As we continue through the Lenten season, pray with me that our hearts are renewed and spirits refreshed. It is easy to become complacent and fall lapse to the beautiful tradition that our Mass is – the continuance of that Holy Sacrifice Jesus shared with his 12 Apostles so long ago. But that miracle didn’t end on that holy night – that Holy Sacrifice occurs now; that miracle of Christ’s gift in the appearance of bread and wine is celebrated everyday of our lives and we are blessed to have the opportunity to share in it.
As I said, it is easy to become complacent which is why I’ve decided to study the Passion a little more in depth during Lent. I found on line the reflections/meditations of Blessed Elizabeth Anne Emmerich who was able to have her visions recorded on paper. I have been reading this past week her visions on the Last Supper. The depth of detail that she shares through her visions has sparked that spirit of renewal in my love and appreciation of the Holy Sacrifice of the Mass. Her visions offer a chance to reflect and meditate on what occurred that Holy Night when Christ offered to His apostles His Sacred Body and Blood to be shared not only with them but with all who believe. I will share with you some of what I read (from her vision(s)) this morning…
I then saw Jesus anoint Peter and John, on whose hands he had already poured the water which had flowed on his own, and to whom he had given to drink out of the chalice. Then he laid his hands on their shoulders and heads, while they, on their part, joined their hands and crossed their thumbs, bowing down profoundly before him—I am not sure whether they did not even kneel. He anointed the thumb and fore-finger of each of their hands, and marked a cross on their heads with Chrism. He said also that this would remain with them unto the end of the world.
James the Less, Andrew, James the Greater, and Bartholomew, were also consecrated. I saw likewise that on Peter’s bosom he crossed a sort of stole worn round the neck, whilst on the others he simply placed it crosswise, from the right shoulder to the left side. I do not know whether this was done at the time of the institution of the Blessed Sacrament, or only for the anointing.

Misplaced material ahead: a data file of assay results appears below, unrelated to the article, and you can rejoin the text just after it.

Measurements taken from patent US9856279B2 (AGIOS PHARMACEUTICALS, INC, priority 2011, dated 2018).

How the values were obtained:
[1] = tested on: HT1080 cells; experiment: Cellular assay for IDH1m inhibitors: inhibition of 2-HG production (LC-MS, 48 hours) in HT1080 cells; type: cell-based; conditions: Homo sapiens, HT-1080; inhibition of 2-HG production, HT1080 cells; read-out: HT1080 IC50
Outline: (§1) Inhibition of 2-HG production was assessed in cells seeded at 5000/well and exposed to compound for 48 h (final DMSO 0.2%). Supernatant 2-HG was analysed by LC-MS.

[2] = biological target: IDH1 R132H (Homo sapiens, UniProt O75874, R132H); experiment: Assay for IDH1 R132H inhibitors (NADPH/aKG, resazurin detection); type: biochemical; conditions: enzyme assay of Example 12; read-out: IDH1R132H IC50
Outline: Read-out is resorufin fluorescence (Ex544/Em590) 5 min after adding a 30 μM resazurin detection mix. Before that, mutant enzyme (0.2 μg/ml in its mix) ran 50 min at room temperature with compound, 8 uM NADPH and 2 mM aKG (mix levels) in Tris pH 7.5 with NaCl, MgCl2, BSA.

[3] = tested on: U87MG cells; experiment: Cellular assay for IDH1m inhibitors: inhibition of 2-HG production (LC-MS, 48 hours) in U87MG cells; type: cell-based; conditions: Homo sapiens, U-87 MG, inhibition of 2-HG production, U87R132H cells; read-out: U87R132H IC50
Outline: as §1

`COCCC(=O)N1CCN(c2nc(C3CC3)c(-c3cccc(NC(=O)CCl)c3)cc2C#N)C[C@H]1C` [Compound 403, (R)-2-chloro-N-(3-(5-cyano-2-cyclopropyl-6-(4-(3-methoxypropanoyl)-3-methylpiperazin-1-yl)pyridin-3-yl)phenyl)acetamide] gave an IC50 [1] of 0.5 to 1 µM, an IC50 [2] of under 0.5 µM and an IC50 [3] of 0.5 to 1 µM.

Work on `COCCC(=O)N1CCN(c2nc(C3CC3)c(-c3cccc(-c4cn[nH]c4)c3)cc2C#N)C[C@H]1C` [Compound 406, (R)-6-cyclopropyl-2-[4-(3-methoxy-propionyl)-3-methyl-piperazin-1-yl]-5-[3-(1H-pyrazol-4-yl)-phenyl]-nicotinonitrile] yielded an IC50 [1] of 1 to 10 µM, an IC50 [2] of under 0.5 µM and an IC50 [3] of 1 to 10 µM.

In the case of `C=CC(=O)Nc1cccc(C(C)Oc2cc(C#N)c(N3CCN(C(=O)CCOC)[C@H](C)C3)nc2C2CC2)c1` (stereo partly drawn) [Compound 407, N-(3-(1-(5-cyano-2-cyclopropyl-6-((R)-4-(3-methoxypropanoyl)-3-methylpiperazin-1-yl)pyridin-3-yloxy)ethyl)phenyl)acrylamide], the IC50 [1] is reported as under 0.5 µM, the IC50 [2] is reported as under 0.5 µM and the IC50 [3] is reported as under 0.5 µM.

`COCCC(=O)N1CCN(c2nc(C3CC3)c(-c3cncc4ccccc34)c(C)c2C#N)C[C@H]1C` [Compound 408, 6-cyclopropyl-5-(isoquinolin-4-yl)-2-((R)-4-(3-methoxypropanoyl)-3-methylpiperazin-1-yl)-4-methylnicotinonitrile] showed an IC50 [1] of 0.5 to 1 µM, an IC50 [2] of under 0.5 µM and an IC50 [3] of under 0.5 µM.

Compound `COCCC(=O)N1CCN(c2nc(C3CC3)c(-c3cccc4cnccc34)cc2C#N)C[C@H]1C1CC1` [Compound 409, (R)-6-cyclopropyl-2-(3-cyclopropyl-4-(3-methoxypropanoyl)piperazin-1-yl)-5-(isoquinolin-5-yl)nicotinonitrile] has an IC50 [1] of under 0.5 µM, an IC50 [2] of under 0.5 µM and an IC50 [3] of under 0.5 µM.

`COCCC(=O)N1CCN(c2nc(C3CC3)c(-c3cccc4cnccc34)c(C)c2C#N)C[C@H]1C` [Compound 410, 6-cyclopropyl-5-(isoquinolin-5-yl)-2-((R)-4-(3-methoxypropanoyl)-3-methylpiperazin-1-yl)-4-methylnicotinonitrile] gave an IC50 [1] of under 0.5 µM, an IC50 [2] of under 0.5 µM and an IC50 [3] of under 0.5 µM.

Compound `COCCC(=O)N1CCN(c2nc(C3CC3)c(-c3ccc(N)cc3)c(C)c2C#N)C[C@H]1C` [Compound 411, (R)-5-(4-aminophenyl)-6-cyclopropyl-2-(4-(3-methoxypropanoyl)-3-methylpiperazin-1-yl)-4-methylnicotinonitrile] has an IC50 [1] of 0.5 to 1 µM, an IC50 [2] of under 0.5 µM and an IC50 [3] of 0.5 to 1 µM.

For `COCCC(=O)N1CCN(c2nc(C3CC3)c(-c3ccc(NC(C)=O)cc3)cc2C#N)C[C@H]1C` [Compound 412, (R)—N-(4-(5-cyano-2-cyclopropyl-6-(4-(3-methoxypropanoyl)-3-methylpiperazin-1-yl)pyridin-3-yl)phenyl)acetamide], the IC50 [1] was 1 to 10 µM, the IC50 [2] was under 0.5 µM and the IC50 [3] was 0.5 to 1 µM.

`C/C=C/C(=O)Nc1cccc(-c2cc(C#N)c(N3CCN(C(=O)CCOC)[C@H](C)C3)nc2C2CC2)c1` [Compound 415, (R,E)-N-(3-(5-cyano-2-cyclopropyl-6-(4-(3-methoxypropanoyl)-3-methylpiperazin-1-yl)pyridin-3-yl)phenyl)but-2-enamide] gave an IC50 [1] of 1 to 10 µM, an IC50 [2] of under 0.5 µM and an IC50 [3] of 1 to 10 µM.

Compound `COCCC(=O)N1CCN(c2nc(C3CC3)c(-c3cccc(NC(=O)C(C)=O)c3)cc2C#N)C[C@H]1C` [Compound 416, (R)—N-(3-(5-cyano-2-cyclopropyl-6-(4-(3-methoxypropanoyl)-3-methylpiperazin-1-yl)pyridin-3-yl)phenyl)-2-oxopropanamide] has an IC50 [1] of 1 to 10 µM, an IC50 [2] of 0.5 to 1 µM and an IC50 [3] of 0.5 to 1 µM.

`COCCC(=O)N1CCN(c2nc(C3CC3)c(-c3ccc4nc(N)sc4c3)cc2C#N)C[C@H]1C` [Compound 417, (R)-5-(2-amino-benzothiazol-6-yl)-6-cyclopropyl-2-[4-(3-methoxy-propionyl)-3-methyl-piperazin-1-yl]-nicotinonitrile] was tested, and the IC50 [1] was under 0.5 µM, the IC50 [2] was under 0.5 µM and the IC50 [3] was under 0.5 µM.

I understood that Jesus communicated to them by this unction something essential and supernatural, beyond my power to describe. He told them that when they should have received the Holy Spirit they were to consecrate the bread and wine, and anoint the other Apostles. It was made known to me then that, on the day of Pentecost, Peter and John imposed their hands upon the other Apostles, and a week later upon several of the disciples. After the Resurrection, John gave the Adorable Sacrament for the first time to the Blessed Virgin. This event was solemnised as a festival among the Apostles. It is a festival no longer kept in the Church on earth, but I see it celebrated in the Church triumphant. For the first few days after Pentecost I saw only Peter and John consecrate the Blessed Eucharist, but after that the others also consecrated.
Our Lord next proceeded to bless fire in a brass vessel and care was taken that it should not go out, but it was kept near the spot where the Blessed Sacrament had been deposited, in one division of the ancient Paschal hearth, and fire was always taken from it when needed for spiritual purposes.
The next time you go to Church, just think about some of the traditions we have that Blessed Emmerich describes above.
Do something great for our Lord today – take time to think about the goals you made for this Lent and renew your spirit to stay on track.
God’s will, not mine, be done.
Be not afraid; just have faith.
Jesus, I trust in You.
He must increase; I must decrease.